The Latin name Hippophae rhamnoides means shiny horse. The legend went back thousands of years when ancient Greek army found that enemy horses feeding on the magical Sea Buckthorn berries not only survived in the jungles but became stronger with radiant hair.
Sea Buckthorn survives the hardest natural environments and flourishes from the snow mountain peaks of Himalaya to the desert of Mongolia plateau. Few would know that back in 12 centuries, the Mongolian warriors led by the great conqueror Genghis Khan depended on these little berries for vigor and stigma so as to beat the enemies. Genghis Khan was constantly out at war and Sea Buckthorn was believed to magically energize the force.
In Europe and Asia, Sea Buckthorn has been used for centuries for food and medicinal purposes. The fruit of sea buckthorn has been used in Tibetan and Mongolian traditional medicine for centuries. It was used for relieving cough?promoting digestion, enhancing blood circulation, alleviating pain and removing blood stasis.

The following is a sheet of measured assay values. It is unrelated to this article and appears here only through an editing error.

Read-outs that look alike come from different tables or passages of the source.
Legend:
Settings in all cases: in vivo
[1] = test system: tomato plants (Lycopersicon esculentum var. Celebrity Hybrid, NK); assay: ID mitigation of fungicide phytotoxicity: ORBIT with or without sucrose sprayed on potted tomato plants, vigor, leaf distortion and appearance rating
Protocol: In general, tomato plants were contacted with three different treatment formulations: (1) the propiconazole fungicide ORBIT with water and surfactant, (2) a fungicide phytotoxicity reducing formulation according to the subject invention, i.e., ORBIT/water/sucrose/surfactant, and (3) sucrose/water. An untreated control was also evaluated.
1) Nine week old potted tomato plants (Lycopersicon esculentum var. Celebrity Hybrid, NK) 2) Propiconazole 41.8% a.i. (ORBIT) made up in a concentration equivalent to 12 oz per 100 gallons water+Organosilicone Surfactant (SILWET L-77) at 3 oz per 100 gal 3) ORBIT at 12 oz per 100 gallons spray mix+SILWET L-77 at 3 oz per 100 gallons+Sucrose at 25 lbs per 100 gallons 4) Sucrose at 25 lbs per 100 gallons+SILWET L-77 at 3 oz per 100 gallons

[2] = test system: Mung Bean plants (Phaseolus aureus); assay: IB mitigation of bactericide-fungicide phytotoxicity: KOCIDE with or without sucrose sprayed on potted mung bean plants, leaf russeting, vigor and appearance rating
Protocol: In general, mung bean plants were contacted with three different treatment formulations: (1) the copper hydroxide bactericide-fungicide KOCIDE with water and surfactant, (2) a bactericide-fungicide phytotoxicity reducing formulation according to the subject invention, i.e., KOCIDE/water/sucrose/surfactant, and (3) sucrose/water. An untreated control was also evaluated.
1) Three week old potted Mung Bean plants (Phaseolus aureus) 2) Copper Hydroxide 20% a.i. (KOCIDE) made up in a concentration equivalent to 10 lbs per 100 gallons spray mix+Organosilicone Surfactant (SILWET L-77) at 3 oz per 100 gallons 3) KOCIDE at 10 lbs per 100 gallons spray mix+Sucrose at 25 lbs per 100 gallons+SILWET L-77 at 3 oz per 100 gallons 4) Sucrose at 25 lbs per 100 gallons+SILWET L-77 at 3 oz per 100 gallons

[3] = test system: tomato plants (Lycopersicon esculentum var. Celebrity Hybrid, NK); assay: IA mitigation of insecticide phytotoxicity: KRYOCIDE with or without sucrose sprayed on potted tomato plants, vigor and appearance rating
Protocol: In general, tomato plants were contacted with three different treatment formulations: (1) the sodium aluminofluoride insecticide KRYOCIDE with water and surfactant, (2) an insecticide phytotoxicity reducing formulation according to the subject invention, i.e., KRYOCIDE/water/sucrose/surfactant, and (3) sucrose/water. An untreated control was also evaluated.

Tibetans and Mongolians have been using sea buckthorn since ancient times. Sea Buckthorn’s nutritious and pharmaceutical values were documented in the Ancient Greek texts attributed to Theophrastus and Dioskorid, Encyclopedia of Tibetan Medicine “Tibetan Text of Rgyud Bzi”(The Four Books of Pharmacopoeia) dated to the times of Tang Dynasty (618-907 AD) and in Pharmacopoeia of the People’s Republic of China (Kuang and Zhang 2005).
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